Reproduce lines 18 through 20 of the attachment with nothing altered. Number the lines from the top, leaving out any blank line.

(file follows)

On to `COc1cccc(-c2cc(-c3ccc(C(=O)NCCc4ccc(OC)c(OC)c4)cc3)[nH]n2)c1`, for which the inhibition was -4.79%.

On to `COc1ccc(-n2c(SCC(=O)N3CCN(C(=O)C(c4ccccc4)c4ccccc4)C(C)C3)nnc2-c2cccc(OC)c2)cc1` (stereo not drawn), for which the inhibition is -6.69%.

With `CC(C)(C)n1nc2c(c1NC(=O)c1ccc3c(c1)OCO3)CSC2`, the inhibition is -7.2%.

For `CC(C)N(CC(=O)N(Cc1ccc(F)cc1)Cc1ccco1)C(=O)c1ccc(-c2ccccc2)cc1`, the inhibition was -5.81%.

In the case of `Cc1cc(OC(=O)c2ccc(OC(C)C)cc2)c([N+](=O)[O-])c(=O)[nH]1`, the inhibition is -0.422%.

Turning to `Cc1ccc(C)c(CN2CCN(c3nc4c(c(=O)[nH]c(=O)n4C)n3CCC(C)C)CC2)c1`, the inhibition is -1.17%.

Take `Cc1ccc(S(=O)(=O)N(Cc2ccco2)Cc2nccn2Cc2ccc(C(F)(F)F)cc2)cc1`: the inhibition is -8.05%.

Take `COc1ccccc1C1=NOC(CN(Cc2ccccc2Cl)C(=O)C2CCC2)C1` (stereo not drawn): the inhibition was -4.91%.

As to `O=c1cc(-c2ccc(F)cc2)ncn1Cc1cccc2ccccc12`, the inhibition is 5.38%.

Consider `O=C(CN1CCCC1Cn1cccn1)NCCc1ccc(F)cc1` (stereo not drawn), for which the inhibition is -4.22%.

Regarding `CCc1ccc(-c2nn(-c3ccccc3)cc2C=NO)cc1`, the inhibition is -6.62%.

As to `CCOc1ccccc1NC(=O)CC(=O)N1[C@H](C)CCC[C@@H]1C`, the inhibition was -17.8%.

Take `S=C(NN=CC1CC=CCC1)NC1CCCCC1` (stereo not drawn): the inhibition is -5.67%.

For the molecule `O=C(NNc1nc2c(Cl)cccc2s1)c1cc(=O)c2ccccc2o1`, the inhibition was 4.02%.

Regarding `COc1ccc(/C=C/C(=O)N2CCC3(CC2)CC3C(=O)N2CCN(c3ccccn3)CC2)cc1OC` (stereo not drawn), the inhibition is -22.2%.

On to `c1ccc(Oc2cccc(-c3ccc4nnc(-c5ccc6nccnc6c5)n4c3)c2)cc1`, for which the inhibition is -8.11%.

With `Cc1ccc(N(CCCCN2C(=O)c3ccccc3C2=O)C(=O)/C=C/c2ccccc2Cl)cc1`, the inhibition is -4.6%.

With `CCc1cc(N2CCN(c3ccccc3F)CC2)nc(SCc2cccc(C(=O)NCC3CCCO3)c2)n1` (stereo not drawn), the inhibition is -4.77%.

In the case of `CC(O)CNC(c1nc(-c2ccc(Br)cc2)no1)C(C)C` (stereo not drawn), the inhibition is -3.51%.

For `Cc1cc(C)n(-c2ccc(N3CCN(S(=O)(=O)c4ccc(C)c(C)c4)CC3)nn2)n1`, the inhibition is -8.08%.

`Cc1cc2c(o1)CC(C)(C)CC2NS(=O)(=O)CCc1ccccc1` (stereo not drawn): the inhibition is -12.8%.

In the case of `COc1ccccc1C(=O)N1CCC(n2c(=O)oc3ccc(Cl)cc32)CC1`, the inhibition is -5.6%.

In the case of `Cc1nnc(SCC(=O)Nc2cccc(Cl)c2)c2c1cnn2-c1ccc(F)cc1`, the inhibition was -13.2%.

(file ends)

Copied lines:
With `CCc1cc(N2CCN(c3ccccc3F)CC2)nc(SCc2cccc(C(=O)NCC3CCCO3)c2)n1` (stereo not drawn), the inhibition is -4.77%.

In the case of `CC(O)CNC(c1nc(-c2ccc(Br)cc2)no1)C(C)C` (stereo not drawn), the inhibition is -3.51%.

For `Cc1cc(C)n(-c2ccc(N3CCN(S(=O)(=O)c4ccc(C)c(C)c4)CC3)nn2)n1`, the inhibition is -8.08%.